At the same time, all the technological advancements mentioned above in combination with the everchanging regulatory requirements require new skills and demand for highly skilled mariners has intensified. As ships become more technologically advanced, a lack of skilled personnel onboard could have a serious impact on ship operations. However, ship operators are increasingly reporting that they are struggling to recruit and retain skilled staff. If not dealt with efficiently soon, this growing condition may seriously threaten the very core of maritime operations onboard ships.

To address the labour shortages, shipowners and operators must therefore also invest in crew training to allow personnel to upskill, as well as in the solutions to attract new talent to the shipping industry. Shipping competes with other sectors, and without the appropriate investment in training and the next generation, the industry's ability to further adapt, innovate or even maintain its high standards in safety and efficiency may be compromised.


Encouraging change

The maritime industry has continued to develop a wide range of solutions to address the challenges it faces.

HEMEXPO works very closely with shipping companies in Greece to fully comprehend the challenges they are coming up against. As the world's largest shipping nation, HEMEXPO and its members gain direct feedback and real insights from this highly perceptive group of owners and operators which can be applied to the wider shipping industry. This has enabled HEMEXPO members to identify key emerging technologies and develop solutions that support the industry’s green transition at an early stage.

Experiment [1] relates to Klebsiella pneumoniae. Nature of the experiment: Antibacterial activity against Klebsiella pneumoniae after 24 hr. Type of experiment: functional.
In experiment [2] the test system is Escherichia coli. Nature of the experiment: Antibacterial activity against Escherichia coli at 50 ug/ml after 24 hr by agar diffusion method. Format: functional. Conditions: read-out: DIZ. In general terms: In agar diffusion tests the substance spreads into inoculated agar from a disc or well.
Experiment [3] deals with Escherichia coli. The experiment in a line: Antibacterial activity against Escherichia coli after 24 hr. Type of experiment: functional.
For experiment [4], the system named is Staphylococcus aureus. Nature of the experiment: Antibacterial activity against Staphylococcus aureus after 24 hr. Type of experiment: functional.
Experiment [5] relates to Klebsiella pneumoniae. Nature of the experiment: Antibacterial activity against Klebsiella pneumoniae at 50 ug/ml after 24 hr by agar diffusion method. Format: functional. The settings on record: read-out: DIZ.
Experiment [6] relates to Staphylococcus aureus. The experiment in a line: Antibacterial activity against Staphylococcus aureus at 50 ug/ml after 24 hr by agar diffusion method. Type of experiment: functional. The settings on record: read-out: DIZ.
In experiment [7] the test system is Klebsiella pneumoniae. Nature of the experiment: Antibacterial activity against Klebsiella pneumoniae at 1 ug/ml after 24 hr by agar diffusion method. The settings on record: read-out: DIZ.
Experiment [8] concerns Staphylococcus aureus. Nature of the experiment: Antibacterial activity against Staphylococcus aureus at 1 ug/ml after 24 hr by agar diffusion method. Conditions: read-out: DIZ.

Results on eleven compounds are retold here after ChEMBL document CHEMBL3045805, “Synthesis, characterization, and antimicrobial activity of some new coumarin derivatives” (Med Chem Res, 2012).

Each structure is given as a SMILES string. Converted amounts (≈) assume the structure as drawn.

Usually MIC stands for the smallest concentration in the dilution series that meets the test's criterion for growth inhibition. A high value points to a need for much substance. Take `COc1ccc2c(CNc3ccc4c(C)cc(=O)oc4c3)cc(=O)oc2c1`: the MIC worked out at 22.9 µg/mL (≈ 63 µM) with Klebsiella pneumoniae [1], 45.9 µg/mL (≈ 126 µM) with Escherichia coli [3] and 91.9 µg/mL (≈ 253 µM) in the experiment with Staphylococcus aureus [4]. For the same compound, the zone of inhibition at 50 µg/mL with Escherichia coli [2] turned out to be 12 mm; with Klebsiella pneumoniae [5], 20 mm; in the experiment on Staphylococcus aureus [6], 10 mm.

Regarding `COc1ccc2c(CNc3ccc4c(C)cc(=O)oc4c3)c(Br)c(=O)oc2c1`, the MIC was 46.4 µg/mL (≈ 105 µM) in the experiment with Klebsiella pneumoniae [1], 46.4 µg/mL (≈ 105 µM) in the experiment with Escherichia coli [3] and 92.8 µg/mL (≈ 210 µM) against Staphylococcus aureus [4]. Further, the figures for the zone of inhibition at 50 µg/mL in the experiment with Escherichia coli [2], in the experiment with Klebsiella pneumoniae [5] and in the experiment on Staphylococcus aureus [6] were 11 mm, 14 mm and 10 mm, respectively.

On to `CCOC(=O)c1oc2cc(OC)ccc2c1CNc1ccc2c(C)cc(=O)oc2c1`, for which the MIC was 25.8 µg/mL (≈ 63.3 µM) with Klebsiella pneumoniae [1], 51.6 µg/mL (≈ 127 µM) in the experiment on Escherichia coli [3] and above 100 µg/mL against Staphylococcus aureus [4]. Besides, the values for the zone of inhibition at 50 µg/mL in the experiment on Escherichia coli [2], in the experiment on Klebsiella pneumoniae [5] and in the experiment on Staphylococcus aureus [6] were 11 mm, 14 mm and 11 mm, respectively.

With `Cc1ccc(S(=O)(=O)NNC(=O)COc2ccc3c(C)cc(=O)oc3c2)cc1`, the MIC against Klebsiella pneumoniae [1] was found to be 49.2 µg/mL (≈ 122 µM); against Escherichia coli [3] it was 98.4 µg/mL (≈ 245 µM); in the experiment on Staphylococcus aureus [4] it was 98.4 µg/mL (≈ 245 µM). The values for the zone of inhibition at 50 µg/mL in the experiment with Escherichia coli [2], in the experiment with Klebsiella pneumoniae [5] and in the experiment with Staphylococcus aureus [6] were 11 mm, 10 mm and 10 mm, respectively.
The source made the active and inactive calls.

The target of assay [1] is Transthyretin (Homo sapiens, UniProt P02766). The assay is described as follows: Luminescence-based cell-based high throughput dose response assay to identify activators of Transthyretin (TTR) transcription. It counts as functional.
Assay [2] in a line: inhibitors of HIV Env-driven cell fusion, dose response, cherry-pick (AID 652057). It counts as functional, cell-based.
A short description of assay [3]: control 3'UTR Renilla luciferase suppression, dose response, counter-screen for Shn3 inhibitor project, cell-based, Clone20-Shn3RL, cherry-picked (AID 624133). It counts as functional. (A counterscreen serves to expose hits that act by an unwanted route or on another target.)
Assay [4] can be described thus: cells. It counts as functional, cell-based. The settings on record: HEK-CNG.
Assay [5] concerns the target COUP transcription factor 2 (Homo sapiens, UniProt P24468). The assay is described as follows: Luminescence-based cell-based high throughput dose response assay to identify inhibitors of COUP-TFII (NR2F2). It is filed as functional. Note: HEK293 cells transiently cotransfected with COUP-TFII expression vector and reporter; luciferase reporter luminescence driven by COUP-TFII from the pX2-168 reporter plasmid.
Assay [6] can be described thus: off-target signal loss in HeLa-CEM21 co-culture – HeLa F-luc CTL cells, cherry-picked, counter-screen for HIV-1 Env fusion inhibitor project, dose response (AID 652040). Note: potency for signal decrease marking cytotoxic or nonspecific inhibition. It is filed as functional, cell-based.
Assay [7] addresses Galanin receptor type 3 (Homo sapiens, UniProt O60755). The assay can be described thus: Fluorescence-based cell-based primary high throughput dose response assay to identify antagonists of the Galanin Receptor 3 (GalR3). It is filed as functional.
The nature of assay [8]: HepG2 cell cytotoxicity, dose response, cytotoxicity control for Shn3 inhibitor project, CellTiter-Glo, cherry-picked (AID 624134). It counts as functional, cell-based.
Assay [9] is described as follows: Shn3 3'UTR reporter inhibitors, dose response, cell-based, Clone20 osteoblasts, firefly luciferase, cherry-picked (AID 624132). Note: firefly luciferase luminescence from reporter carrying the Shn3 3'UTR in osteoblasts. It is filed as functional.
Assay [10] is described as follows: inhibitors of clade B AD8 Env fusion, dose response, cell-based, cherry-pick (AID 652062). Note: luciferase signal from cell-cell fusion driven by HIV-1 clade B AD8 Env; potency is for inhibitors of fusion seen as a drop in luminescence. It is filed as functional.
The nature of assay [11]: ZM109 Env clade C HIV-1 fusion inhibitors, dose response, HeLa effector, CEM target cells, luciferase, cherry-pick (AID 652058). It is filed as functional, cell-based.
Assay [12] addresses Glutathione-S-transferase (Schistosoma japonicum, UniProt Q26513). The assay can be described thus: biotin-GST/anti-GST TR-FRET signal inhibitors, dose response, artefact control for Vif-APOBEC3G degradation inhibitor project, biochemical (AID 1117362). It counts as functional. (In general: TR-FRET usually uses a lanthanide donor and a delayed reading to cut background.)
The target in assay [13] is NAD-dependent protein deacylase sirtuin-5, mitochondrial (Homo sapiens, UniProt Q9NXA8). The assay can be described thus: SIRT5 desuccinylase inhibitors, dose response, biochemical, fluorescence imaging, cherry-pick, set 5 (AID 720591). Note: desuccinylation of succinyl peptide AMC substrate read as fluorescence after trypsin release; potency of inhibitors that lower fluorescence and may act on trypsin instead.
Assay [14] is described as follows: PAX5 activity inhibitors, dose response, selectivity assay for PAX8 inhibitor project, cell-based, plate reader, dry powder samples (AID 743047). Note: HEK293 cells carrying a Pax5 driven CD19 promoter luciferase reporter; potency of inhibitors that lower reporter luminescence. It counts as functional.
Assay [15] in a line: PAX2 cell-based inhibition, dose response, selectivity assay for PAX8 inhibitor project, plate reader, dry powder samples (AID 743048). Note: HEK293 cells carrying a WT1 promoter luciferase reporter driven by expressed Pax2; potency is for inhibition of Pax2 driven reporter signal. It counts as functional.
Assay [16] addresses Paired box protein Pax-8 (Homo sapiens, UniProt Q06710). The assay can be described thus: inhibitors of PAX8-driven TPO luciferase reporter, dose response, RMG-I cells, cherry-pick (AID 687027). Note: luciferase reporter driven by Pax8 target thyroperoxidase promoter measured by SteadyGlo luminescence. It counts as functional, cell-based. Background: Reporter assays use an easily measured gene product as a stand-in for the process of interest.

The reopening of two major shipyards in Greece – the Skaramanga and Elefsina yards – also presents new opportunities for equipment manufacturers, as well as providing shipowners with greater access to the innovative, high-quality and cost-effective solutions produced in Greece.

The response from shipping companies in the direction of decarbonisation and digitalisation has also been very encouraging and we are seeing more willingness to embrace new technologies. Many newbuild orders now include the latest technology with a view to maximizing ship performance, sustainability and future regulatory requirements. For existing fleets, many retrofit projects are underway that involve the installation of various innovative systems. Options include new monitoring and automation solutions, propeller refits, low friction coatings, air lubrication systems and the installation of sails (including rotor sails). Also, all severe energy demanding consumers onboard the ships are now redesigned to be more efficient when it comes to their needs and consumption.

New fuel developments will take several years to mature, and this makes the alternatives difficult to evaluate. It is likely that to maintain momentum toward decarbonization, we will instead see greater use of green technologies and equipment onboard in the short-medium term, and then a slow transition to a multi-fuel model that will be determined by cost, availability and vessel/fuel compatibility.

In the meantime, progressive technologies can help. A good example of a technology that can help reduce emissions while petroleum remains in use, is carbon capture and storage systems. These systems also need time to mature, but some are close to market readiness, and many shipping companies are closely monitoring this technology.

In any event, collaboration is the most crucial factor if the shipping industry is to maintain its resilience and commitment to change.

I am therefore proud of the continuous emphasis HEMEXPO places on collaboration at both an international and national level and believe it will be the key to success and to securing a sustainable future as it encourages knowledge sharing and enhances transparency across the multiple stakeholders of future shipping.